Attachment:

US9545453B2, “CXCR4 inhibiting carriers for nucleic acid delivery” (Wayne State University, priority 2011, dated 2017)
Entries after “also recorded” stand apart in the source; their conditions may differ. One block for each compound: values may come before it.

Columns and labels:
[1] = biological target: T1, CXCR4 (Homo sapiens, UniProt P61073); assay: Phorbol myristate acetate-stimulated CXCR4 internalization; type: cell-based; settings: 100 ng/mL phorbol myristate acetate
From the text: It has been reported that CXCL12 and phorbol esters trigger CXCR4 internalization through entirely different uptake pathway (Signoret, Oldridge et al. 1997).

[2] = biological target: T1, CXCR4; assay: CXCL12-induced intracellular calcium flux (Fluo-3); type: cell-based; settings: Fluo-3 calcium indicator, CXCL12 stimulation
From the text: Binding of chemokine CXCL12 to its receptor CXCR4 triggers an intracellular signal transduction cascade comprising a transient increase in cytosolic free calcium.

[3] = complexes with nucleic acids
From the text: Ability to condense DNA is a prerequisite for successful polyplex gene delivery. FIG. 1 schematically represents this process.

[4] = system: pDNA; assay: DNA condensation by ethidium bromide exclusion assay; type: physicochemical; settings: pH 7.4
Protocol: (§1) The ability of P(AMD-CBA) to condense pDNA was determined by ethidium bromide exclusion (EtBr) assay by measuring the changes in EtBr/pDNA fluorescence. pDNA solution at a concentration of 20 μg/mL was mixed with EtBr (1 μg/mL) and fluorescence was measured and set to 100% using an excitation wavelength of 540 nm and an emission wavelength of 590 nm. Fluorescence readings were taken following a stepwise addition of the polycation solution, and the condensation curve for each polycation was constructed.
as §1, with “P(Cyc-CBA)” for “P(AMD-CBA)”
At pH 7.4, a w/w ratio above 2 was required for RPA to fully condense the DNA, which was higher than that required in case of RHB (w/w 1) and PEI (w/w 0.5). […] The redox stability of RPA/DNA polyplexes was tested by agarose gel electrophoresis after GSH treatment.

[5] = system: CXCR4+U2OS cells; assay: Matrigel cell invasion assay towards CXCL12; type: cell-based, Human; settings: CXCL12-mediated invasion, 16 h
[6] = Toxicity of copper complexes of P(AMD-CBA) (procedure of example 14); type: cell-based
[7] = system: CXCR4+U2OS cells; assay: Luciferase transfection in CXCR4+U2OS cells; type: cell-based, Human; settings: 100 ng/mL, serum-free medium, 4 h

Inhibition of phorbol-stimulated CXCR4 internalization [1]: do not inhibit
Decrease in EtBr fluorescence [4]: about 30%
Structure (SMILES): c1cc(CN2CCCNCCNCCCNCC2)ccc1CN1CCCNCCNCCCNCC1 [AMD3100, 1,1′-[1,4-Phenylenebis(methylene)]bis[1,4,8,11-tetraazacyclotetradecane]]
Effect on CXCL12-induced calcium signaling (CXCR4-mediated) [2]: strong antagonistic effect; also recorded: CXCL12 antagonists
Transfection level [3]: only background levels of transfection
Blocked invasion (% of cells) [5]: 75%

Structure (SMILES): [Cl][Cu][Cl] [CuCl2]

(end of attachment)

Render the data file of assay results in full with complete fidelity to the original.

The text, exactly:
US9545453B2, “CXCR4 inhibiting carriers for nucleic acid delivery” (Wayne State University, priority 2011, dated 2017)
Entries after “also recorded” stand apart in the source; their conditions may differ. One block for each compound: values may come before it.

Columns and labels:
[1] = biological target: T1, CXCR4 (Homo sapiens, UniProt P61073); assay: Phorbol myristate acetate-stimulated CXCR4 internalization; type: cell-based; settings: 100 ng/mL phorbol myristate acetate
From the text: It has been reported that CXCL12 and phorbol esters trigger CXCR4 internalization through entirely different uptake pathway (Signoret, Oldridge et al. 1997).

[2] = biological target: T1, CXCR4; assay: CXCL12-induced intracellular calcium flux (Fluo-3); type: cell-based; settings: Fluo-3 calcium indicator, CXCL12 stimulation
From the text: Binding of chemokine CXCL12 to its receptor CXCR4 triggers an intracellular signal transduction cascade comprising a transient increase in cytosolic free calcium.

[3] = complexes with nucleic acids
From the text: Ability to condense DNA is a prerequisite for successful polyplex gene delivery. FIG. 1 schematically represents this process.

[4] = system: pDNA; assay: DNA condensation by ethidium bromide exclusion assay; type: physicochemical; settings: pH 7.4
Protocol: (§1) The ability of P(AMD-CBA) to condense pDNA was determined by ethidium bromide exclusion (EtBr) assay by measuring the changes in EtBr/pDNA fluorescence. pDNA solution at a concentration of 20 μg/mL was mixed with EtBr (1 μg/mL) and fluorescence was measured and set to 100% using an excitation wavelength of 540 nm and an emission wavelength of 590 nm. Fluorescence readings were taken following a stepwise addition of the polycation solution, and the condensation curve for each polycation was constructed.
as §1, with “P(Cyc-CBA)” for “P(AMD-CBA)”
At pH 7.4, a w/w ratio above 2 was required for RPA to fully condense the DNA, which was higher than that required in case of RHB (w/w 1) and PEI (w/w 0.5). […] The redox stability of RPA/DNA polyplexes was tested by agarose gel electrophoresis after GSH treatment.

[5] = system: CXCR4+U2OS cells; assay: Matrigel cell invasion assay towards CXCL12; type: cell-based, Human; settings: CXCL12-mediated invasion, 16 h
[6] = Toxicity of copper complexes of P(AMD-CBA) (procedure of example 14); type: cell-based
[7] = system: CXCR4+U2OS cells; assay: Luciferase transfection in CXCR4+U2OS cells; type: cell-based, Human; settings: 100 ng/mL, serum-free medium, 4 h

Inhibition of phorbol-stimulated CXCR4 internalization [1]: do not inhibit
Decrease in EtBr fluorescence [4]: about 30%
Structure (SMILES): c1cc(CN2CCCNCCNCCCNCC2)ccc1CN1CCCNCCNCCCNCC1 [AMD3100, 1,1′-[1,4-Phenylenebis(methylene)]bis[1,4,8,11-tetraazacyclotetradecane]]
Effect on CXCL12-induced calcium signaling (CXCR4-mediated) [2]: strong antagonistic effect; also recorded: CXCL12 antagonists
Transfection level [3]: only background levels of transfection
Blocked invasion (% of cells) [5]: 75%

Structure (SMILES): [Cl][Cu][Cl] [CuCl2]